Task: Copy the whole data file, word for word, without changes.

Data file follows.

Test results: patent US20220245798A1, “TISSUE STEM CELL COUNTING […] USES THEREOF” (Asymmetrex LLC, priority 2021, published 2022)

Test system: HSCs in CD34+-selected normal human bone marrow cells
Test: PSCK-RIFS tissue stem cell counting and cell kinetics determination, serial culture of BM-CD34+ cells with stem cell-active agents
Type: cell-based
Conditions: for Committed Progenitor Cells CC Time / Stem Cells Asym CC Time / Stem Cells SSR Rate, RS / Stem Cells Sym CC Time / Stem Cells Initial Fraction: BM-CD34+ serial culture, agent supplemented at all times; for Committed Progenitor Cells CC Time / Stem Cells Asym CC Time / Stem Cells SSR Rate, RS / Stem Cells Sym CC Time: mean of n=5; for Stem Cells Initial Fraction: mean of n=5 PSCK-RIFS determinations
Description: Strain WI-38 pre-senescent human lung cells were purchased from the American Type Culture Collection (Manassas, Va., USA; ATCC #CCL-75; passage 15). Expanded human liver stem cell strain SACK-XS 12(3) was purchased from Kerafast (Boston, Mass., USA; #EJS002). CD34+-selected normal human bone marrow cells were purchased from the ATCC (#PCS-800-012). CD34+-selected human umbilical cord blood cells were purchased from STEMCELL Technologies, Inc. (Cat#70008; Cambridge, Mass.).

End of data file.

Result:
Test results: patent US20220245798A1, “TISSUE STEM CELL COUNTING […] USES THEREOF” (Asymmetrex LLC, priority 2021, published 2022)

Test system: HSCs in CD34+-selected normal human bone marrow cells
Test: PSCK-RIFS tissue stem cell counting and cell kinetics determination, serial culture of BM-CD34+ cells with stem cell-active agents
Type: cell-based
Conditions: for Committed Progenitor Cells CC Time / Stem Cells Asym CC Time / Stem Cells SSR Rate, RS / Stem Cells Sym CC Time / Stem Cells Initial Fraction: BM-CD34+ serial culture, agent supplemented at all times; for Committed Progenitor Cells CC Time / Stem Cells Asym CC Time / Stem Cells SSR Rate, RS / Stem Cells Sym CC Time: mean of n=5; for Stem Cells Initial Fraction: mean of n=5 PSCK-RIFS determinations
Description: Strain WI-38 pre-senescent human lung cells were purchased from the American Type Culture Collection (Manassas, Va., USA; ATCC #CCL-75; passage 15). Expanded human liver stem cell strain SACK-XS 12(3) was purchased from Kerafast (Boston, Mass., USA; #EJS002). CD34+-selected normal human bone marrow cells were purchased from the ATCC (#PCS-800-012). CD34+-selected human umbilical cord blood cells were purchased from STEMCELL Technologies, Inc. (Cat#70008; Cambridge, Mass.).